E-Learning, ELearning, Game Design, Gamification, Gaming, Instructional Design, Training Design
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What’s in a UI? Team Fortress 2 and E-Learning!

You’ll find that this post is more of an introduction into looking at how UIs are designed within games, giving some background information and detail which will help with later posts on this topic. I will discuss some of the options we can take forward into E-Learning to get the best out of onscreen content. This article should be of particular benefit if you’re created adventure based or explorative E-Learning courses.

Before reading further in this post there is some terminology you need to be familiar with – although not for any other purpose so that I can use it below it will help should you come across these terms again in our exploration of UIs.

Diegetic: Interface that is included in the game world — i.e., it can be seen and heard by the game characters. An example of this is the would be holographic computer terminals in a game.

Non-diegetic: Interface that is rendered outside the game world, only visible and audible to the players in the real world. Example: most classic heads-up display (HUD) elements.

I’d like to have a look in this post at a game that I feel really does a good job of presenting information in a way that not only looks good but is transferable to E-Learning. That game is Team Fortress 2!

What is Team Fortress 2?

In Team Fortress 2, players join one of two teams comprising nine character classes, battling in a variety of game modes including capture the flag and king of the hill. The development is led by John Cook and Robin Walker, creators of the original Team Fortress. Announced in 1998, the game once had more realistic, militaristic visuals and gameplay, but this changed over the protracted nine-year development. After Valve released no information for six years, Team Fortress 2 regularly featured in Wired News‍ ’​ annual vaporware list among other ignominies. The finished Team Fortress 2 has cartoon-like visuals influenced by the art of J. C. Leyendecker, Dean Cornwell and Norman Rockwell and is powered by Valve’s Source engine.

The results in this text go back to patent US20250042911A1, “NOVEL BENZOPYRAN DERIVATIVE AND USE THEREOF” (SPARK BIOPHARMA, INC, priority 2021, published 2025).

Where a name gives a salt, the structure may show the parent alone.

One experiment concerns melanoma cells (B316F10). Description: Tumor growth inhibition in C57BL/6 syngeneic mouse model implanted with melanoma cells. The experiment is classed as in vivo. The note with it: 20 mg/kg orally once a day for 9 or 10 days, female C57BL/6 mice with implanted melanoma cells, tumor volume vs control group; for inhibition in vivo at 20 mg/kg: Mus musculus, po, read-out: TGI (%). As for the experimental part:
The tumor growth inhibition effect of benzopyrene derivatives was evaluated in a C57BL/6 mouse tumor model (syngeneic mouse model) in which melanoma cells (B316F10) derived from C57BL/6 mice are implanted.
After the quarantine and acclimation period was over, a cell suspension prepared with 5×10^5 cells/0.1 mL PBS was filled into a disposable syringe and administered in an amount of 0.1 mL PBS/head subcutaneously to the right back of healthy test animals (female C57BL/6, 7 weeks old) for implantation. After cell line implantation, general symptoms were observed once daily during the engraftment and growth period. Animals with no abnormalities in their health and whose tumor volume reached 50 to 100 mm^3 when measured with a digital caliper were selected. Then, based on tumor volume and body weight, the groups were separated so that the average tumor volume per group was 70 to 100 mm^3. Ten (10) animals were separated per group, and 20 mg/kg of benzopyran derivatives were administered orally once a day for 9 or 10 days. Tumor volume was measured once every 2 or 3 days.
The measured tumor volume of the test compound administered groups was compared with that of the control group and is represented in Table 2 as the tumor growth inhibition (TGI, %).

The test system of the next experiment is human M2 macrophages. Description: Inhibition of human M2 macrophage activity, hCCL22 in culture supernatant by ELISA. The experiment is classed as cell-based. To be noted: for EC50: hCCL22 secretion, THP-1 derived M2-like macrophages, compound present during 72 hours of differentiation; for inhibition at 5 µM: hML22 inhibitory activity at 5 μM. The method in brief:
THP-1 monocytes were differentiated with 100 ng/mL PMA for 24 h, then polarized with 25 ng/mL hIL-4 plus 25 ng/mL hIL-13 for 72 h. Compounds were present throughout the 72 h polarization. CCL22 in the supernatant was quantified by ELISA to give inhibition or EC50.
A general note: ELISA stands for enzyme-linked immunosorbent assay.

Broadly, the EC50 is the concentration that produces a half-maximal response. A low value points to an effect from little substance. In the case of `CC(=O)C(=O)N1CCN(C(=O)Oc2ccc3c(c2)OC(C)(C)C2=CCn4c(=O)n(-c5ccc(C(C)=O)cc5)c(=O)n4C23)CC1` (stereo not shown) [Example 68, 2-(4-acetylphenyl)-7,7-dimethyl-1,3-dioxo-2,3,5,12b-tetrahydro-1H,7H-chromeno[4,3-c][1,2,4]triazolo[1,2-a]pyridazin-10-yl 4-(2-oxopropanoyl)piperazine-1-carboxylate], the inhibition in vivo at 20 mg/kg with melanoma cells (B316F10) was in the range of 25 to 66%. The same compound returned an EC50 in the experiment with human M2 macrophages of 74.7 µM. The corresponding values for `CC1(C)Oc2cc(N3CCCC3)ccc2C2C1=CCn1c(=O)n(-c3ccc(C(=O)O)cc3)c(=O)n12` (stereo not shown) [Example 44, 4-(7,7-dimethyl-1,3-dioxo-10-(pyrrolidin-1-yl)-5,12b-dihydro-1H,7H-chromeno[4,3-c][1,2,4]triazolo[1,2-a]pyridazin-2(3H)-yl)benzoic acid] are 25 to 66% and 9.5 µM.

Team Fortress 2 UI

Team Fortress 2 took a very straightforward approach to interface. “Use whatever means to inform the player” seems to be the developers’ modus operandi, as their interface solution is spread across all methods of interface design. But for the purpose of us using this method in E-Learning it actually works really well.

Information such as ammo, health, and critical game mode information is permanently displayed on static positions in the HUD (non-diegetic).

You can see Health (bottom left), ammo (bottom right) along with key game statistics (centre bottom and top right) displayed in a static and permanent fashion.

You can see Health (bottom left), ammo (bottom right) along with key game statistics (centre bottom and top right) displayed in a static and permanent fashion.

On this image you can see the same statistics as above but instead we now have a pop-up box in the game environment to show us who we (as the medic) are healing.

There is a complementary second layer of static “pop-up” non-diegetic HUD elements that appear based on player actions, such as when the player stands on a control point or equips a construction kit.

On this image you can see the same statistics as above but instead we now have a pop-up box in the game environment to show us who we (as the medic) are healing.